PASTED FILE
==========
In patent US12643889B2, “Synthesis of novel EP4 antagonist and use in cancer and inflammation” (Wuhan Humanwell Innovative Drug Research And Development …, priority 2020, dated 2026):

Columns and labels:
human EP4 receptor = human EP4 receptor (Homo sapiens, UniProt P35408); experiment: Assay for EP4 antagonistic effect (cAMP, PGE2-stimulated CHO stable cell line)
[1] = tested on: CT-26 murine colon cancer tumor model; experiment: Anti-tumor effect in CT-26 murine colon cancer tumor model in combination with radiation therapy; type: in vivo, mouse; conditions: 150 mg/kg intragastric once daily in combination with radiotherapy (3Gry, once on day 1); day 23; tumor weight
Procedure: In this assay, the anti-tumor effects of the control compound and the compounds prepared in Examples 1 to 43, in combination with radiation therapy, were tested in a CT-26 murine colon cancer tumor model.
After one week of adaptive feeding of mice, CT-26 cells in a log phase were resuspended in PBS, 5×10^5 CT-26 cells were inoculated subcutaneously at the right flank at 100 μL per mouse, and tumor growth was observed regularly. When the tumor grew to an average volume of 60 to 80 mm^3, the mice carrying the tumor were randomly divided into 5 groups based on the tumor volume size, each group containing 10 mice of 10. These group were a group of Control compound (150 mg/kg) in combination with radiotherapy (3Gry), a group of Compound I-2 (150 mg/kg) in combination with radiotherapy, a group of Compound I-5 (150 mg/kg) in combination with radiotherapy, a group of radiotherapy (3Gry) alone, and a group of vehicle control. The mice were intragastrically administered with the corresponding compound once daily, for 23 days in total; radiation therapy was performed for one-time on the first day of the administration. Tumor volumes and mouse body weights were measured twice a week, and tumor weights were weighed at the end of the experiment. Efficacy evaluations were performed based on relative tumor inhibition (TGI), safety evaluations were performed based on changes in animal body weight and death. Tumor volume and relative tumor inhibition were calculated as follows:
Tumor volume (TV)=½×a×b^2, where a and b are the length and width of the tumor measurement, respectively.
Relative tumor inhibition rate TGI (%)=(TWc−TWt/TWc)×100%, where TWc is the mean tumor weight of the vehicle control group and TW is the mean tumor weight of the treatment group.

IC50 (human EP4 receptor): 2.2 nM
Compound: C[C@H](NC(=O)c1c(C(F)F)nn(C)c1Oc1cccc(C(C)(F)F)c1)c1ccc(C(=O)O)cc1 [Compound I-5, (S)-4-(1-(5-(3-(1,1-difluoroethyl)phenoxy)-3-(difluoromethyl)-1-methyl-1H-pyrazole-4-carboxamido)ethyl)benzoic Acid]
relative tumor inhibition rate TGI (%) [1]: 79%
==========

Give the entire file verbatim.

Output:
In patent US12643889B2, “Synthesis of novel EP4 antagonist and use in cancer and inflammation” (Wuhan Humanwell Innovative Drug Research And Development …, priority 2020, dated 2026):

Columns and labels:
human EP4 receptor = human EP4 receptor (Homo sapiens, UniProt P35408); experiment: Assay for EP4 antagonistic effect (cAMP, PGE2-stimulated CHO stable cell line)
[1] = tested on: CT-26 murine colon cancer tumor model; experiment: Anti-tumor effect in CT-26 murine colon cancer tumor model in combination with radiation therapy; type: in vivo, mouse; conditions: 150 mg/kg intragastric once daily in combination with radiotherapy (3Gry, once on day 1); day 23; tumor weight
Procedure: In this assay, the anti-tumor effects of the control compound and the compounds prepared in Examples 1 to 43, in combination with radiation therapy, were tested in a CT-26 murine colon cancer tumor model.
After one week of adaptive feeding of mice, CT-26 cells in a log phase were resuspended in PBS, 5×10^5 CT-26 cells were inoculated subcutaneously at the right flank at 100 μL per mouse, and tumor growth was observed regularly. When the tumor grew to an average volume of 60 to 80 mm^3, the mice carrying the tumor were randomly divided into 5 groups based on the tumor volume size, each group containing 10 mice of 10. These group were a group of Control compound (150 mg/kg) in combination with radiotherapy (3Gry), a group of Compound I-2 (150 mg/kg) in combination with radiotherapy, a group of Compound I-5 (150 mg/kg) in combination with radiotherapy, a group of radiotherapy (3Gry) alone, and a group of vehicle control. The mice were intragastrically administered with the corresponding compound once daily, for 23 days in total; radiation therapy was performed for one-time on the first day of the administration. Tumor volumes and mouse body weights were measured twice a week, and tumor weights were weighed at the end of the experiment. Efficacy evaluations were performed based on relative tumor inhibition (TGI), safety evaluations were performed based on changes in animal body weight and death. Tumor volume and relative tumor inhibition were calculated as follows:
Tumor volume (TV)=½×a×b^2, where a and b are the length and width of the tumor measurement, respectively.
Relative tumor inhibition rate TGI (%)=(TWc−TWt/TWc)×100%, where TWc is the mean tumor weight of the vehicle control group and TW is the mean tumor weight of the treatment group.

IC50 (human EP4 receptor): 2.2 nM
Compound: C[C@H](NC(=O)c1c(C(F)F)nn(C)c1Oc1cccc(C(C)(F)F)c1)c1ccc(C(=O)O)cc1 [Compound I-5, (S)-4-(1-(5-(3-(1,1-difluoroethyl)phenoxy)-3-(difluoromethyl)-1-methyl-1H-pyrazole-4-carboxamido)ethyl)benzoic Acid]
relative tumor inhibition rate TGI (%) [1]: 79%